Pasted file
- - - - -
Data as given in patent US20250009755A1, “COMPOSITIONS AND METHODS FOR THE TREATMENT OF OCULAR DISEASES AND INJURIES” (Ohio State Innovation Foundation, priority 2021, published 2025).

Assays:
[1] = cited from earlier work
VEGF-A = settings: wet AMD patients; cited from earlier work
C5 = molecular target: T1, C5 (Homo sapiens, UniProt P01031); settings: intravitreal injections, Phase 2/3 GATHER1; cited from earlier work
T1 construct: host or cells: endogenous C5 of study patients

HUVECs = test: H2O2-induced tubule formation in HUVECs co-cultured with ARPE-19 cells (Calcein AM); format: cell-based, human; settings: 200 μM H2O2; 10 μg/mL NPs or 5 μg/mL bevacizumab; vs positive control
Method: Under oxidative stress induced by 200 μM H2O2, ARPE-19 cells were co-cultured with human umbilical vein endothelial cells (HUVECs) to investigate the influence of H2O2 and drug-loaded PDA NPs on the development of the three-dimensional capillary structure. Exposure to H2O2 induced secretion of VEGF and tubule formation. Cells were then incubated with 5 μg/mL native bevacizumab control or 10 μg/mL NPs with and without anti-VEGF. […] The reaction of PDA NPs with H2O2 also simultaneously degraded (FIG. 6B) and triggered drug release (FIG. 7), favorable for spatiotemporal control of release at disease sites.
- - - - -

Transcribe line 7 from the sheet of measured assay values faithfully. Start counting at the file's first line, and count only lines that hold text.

HUVECs = test: H2O2-induced tubule formation in HUVECs co-cultured with ARPE-19 cells (Calcein AM); format: cell-based, human; settings: 200 μM H2O2; 10 μg/mL NPs or 5 μg/mL bevacizumab; vs positive control